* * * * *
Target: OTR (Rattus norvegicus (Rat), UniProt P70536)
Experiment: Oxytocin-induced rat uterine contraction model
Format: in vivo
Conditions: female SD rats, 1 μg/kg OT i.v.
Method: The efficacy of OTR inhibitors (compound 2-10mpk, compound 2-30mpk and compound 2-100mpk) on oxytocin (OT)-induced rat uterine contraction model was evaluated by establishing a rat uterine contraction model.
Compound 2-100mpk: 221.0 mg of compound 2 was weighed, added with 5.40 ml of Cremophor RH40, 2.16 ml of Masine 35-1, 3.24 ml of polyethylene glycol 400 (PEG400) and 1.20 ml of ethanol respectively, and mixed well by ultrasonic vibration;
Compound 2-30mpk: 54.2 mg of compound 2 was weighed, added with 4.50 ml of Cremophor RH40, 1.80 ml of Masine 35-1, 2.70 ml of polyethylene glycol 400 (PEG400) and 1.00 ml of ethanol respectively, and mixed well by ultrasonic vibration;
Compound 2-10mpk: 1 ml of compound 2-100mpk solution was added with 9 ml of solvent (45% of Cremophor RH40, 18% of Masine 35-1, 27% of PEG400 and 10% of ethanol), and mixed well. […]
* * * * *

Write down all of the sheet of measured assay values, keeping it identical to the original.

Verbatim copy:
Target: OTR (Rattus norvegicus (Rat), UniProt P70536)
Experiment: Oxytocin-induced rat uterine contraction model
Format: in vivo
Conditions: female SD rats, 1 μg/kg OT i.v.
Method: The efficacy of OTR inhibitors (compound 2-10mpk, compound 2-30mpk and compound 2-100mpk) on oxytocin (OT)-induced rat uterine contraction model was evaluated by establishing a rat uterine contraction model.
Compound 2-100mpk: 221.0 mg of compound 2 was weighed, added with 5.40 ml of Cremophor RH40, 2.16 ml of Masine 35-1, 3.24 ml of polyethylene glycol 400 (PEG400) and 1.20 ml of ethanol respectively, and mixed well by ultrasonic vibration;
Compound 2-30mpk: 54.2 mg of compound 2 was weighed, added with 4.50 ml of Cremophor RH40, 1.80 ml of Masine 35-1, 2.70 ml of polyethylene glycol 400 (PEG400) and 1.00 ml of ethanol respectively, and mixed well by ultrasonic vibration;
Compound 2-10mpk: 1 ml of compound 2-100mpk solution was added with 9 ml of solvent (45% of Cremophor RH40, 18% of Masine 35-1, 27% of PEG400 and 10% of ethanol), and mixed well. […]